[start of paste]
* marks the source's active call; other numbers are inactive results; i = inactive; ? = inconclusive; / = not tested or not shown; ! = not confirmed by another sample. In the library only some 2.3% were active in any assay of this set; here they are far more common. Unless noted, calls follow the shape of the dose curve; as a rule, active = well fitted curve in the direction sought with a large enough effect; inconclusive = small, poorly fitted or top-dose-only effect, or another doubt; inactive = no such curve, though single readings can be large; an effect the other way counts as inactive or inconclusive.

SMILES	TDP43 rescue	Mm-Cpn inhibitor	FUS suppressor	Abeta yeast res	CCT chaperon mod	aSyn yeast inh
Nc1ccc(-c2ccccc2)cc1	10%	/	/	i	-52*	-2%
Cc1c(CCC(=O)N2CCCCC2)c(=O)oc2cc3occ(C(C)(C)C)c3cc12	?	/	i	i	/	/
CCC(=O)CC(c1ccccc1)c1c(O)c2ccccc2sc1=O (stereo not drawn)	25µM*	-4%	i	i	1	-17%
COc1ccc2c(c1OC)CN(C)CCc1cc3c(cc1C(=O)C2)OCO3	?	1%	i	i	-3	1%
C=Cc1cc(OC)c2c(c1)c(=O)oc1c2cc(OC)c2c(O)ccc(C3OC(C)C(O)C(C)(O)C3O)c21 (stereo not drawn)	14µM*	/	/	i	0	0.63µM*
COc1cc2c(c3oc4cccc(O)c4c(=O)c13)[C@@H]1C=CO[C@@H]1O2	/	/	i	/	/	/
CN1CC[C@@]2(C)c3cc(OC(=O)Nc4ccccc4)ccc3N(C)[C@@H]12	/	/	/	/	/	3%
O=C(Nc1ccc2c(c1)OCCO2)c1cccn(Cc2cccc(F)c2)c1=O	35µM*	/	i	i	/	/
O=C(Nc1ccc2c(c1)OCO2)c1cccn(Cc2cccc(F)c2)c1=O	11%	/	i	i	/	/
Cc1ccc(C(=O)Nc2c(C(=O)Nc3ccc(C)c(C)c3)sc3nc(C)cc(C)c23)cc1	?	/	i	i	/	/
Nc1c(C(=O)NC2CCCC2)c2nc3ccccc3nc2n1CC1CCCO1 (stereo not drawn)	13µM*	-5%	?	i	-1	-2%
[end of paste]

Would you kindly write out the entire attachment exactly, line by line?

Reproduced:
* marks the source's active call; other numbers are inactive results; i = inactive; ? = inconclusive; / = not tested or not shown; ! = not confirmed by another sample. In the library only some 2.3% were active in any assay of this set; here they are far more common. Unless noted, calls follow the shape of the dose curve; as a rule, active = well fitted curve in the direction sought with a large enough effect; inconclusive = small, poorly fitted or top-dose-only effect, or another doubt; inactive = no such curve, though single readings can be large; an effect the other way counts as inactive or inconclusive.

SMILES	TDP43 rescue	Mm-Cpn inhibitor	FUS suppressor	Abeta yeast res	CCT chaperon mod	aSyn yeast inh
Nc1ccc(-c2ccccc2)cc1	10%	/	/	i	-52*	-2%
Cc1c(CCC(=O)N2CCCCC2)c(=O)oc2cc3occ(C(C)(C)C)c3cc12	?	/	i	i	/	/
CCC(=O)CC(c1ccccc1)c1c(O)c2ccccc2sc1=O (stereo not drawn)	25µM*	-4%	i	i	1	-17%
COc1ccc2c(c1OC)CN(C)CCc1cc3c(cc1C(=O)C2)OCO3	?	1%	i	i	-3	1%
C=Cc1cc(OC)c2c(c1)c(=O)oc1c2cc(OC)c2c(O)ccc(C3OC(C)C(O)C(C)(O)C3O)c21 (stereo not drawn)	14µM*	/	/	i	0	0.63µM*
COc1cc2c(c3oc4cccc(O)c4c(=O)c13)[C@@H]1C=CO[C@@H]1O2	/	/	i	/	/	/
CN1CC[C@@]2(C)c3cc(OC(=O)Nc4ccccc4)ccc3N(C)[C@@H]12	/	/	/	/	/	3%
O=C(Nc1ccc2c(c1)OCCO2)c1cccn(Cc2cccc(F)c2)c1=O	35µM*	/	i	i	/	/
O=C(Nc1ccc2c(c1)OCO2)c1cccn(Cc2cccc(F)c2)c1=O	11%	/	i	i	/	/
Cc1ccc(C(=O)Nc2c(C(=O)Nc3ccc(C)c(C)c3)sc3nc(C)cc(C)c23)cc1	?	/	i	i	/	/
Nc1c(C(=O)NC2CCCC2)c2nc3ccccc3nc2n1CC1CCCO1 (stereo not drawn)	13µM*	-5%	?	i	-1	-2%